Tag: Pest Control

Trapping Orchard Pests

Pheromone trap for codling moth. Photo by Slaunger at https://commons.wikimedia.org/wiki/File:Cydia_pomonella_trap_hanging_in_tree_2012-06.jpg used via Creative Commons Attribution-Share Alike 3.0 Unported license. A red ball trap made from a store-bought apple, used to trap apple maggot flies. English photo A soda bottle holding cider and molasses traps codling moths. English photo By C.J. Walke In my March-May 2016

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GE Apple Update and Fall Disease Management

By C.J. Walke Update: Arctic® Apples In the spring 2014 issue of The MOF&G, I wrote about the genetically engineered, non-browning Arctic® apples, created by Okanagan Specialty Fruits Inc. of Summerland, British Columbia. Arctic apples are engineered to resist enzymatic browning when sliced or bruised, which proponents claim will make apples more appealing to consumers

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To Spray or Not to Spray

Toki Oshima drawing By C. J. Walke This is often the unasked question that arises when I deliver library presentations or teach hands-on workshops on growing organic tree fruit. I can see the look on people’s faces change when I mention the backpack sprayer, as if a dark storm cloud has shadowed their sunny afternoon.

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Tomatoes in High Tunnels

Leaf mold (Fulvia fulva) is a common problem in high tunnels due to high humidity and warm temperatures. Eric Sideman photos. By Eric Sideman, Ph.D. Now and then MOFGA organizes “Growers’ Meetings,” and this year we had a meeting about growing tomatoes in high tunnels. These meetings differ from most other educational events that MOFGA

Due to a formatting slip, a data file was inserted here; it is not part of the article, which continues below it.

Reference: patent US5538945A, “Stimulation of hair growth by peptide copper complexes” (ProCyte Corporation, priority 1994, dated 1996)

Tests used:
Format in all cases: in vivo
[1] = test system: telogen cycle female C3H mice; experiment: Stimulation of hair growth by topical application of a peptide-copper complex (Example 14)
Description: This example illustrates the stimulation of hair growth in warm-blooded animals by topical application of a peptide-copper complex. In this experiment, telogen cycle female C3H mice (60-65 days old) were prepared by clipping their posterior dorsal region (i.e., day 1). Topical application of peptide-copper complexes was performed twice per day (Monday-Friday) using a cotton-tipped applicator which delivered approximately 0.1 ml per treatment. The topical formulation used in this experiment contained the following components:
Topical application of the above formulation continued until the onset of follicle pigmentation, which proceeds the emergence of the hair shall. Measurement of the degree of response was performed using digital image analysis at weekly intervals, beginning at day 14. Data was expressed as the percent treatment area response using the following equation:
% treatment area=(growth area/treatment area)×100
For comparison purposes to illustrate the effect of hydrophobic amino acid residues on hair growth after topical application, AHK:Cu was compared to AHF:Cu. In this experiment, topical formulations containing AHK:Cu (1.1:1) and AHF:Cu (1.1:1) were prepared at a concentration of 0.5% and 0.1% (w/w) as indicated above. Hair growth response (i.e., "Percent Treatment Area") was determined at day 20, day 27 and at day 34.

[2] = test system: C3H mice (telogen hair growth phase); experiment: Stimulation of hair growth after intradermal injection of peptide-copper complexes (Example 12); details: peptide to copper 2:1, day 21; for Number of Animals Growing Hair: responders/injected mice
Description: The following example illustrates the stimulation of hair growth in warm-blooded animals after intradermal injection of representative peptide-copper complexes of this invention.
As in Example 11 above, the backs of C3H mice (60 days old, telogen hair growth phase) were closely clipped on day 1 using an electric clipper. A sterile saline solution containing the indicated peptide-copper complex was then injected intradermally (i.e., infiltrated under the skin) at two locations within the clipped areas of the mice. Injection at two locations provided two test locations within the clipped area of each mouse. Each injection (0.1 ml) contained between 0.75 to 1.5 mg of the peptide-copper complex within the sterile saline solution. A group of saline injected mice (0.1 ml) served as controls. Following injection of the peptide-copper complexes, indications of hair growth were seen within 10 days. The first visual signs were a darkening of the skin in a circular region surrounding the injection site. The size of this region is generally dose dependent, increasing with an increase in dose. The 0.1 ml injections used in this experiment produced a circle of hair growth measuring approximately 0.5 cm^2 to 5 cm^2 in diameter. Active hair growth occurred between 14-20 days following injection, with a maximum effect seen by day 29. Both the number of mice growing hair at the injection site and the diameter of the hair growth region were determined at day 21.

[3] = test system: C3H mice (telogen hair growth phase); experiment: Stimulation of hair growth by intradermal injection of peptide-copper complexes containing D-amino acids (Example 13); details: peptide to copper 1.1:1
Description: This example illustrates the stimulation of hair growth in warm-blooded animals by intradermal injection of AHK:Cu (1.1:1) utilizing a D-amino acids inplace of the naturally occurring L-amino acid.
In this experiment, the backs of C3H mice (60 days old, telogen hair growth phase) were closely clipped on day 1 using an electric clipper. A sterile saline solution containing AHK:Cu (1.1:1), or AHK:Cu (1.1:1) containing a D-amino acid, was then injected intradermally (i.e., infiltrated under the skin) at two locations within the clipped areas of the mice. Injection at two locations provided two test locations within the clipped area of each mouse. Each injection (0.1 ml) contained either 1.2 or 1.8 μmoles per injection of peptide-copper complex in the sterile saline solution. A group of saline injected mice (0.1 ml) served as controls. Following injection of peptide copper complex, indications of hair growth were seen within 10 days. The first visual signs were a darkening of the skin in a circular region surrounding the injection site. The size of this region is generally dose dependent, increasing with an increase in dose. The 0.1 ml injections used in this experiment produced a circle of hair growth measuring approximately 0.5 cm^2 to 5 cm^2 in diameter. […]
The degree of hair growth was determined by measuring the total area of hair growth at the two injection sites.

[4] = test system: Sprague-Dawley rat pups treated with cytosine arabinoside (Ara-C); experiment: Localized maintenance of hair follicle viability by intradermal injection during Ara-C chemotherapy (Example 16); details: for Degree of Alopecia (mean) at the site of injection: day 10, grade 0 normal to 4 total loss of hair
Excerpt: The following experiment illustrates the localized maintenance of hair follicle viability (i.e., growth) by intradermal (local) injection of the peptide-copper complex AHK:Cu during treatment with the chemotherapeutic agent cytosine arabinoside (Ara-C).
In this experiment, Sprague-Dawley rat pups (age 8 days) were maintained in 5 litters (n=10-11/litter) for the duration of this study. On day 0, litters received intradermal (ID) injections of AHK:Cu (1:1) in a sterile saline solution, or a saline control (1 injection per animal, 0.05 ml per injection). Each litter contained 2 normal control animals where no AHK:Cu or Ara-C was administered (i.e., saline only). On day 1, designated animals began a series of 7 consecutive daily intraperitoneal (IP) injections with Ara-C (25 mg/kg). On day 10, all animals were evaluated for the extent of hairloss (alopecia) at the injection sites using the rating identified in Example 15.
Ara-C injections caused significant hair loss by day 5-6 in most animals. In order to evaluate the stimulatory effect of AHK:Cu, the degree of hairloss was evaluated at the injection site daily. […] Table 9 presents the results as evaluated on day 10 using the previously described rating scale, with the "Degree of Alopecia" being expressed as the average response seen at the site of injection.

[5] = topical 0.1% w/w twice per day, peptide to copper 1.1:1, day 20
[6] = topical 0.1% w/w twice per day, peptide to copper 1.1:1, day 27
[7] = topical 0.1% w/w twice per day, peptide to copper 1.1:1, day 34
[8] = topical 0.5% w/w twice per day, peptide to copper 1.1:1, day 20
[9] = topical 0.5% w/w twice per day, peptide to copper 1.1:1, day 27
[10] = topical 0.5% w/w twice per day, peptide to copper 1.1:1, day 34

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Garden Tips

My source of water is city water, which can be expensive if watering a large garden. I have a sump pit in my basement, so I set up a rain barrel and attached a sump hose from the pit outlet pipe to the rain barrel through an opening I cut in the rain barrel cover.

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Building Health in the Orchard

By C.J. Walke Reactive Remedies My favorite role in my work with MOFGA is helping growers and gardeners troubleshoot insect pest and disease issues in their fruit trees while developing strategies to keep those pests in check to allow fruit to reach harvest. Most often I am approached or contacted once a pest population has

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Tomato Diseases

A caterpillar tunnel. By Eric Sideman, Ph.D. Photos by the author. As you read this in December, you are probably already looking forward to next year’s tomatoes, but as I write this in mid-October, I am looking out my window at very dead tomato plants in my garden. Sadly, most tomato plants in gardens across

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The reproductive conidia of Venturia inaequalis erupting through the cuticle of a crabapple leaf. From the Wikipedia article “Apple Scab,” https://en.wikipedia.org/wiki/Apple_scab. By C. J. Walke As organic farmers and gardeners, we understand the importance of a biologically active soil, where beneficial microbes thrive in the rich organic matter and humus layer, converting mineral nutrients into

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Organic Sweet Corn

Sweet corn can not only lure customers to your farm stand but can be profitable, as well. USDA photo. Organic sweet corn has profit potential for farms and is a great draw to farm stands and farmers’ markets – if grown well. David Handley, UMaine Cooperative Extension vegetable and small fruit specialist, and Jack Manix

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Managing Ectoparasites

By Diane Schivera, M.A.T. Ectoparasites (parasites that live on the outside of the host) can cause large financial losses to livestock farmers if not managed in a way to reduce populations. Itching and skin irritations cause animals to scratch, rub and bite infested areas. Blood loss, depressed appetite and decreased rate of weight gain are

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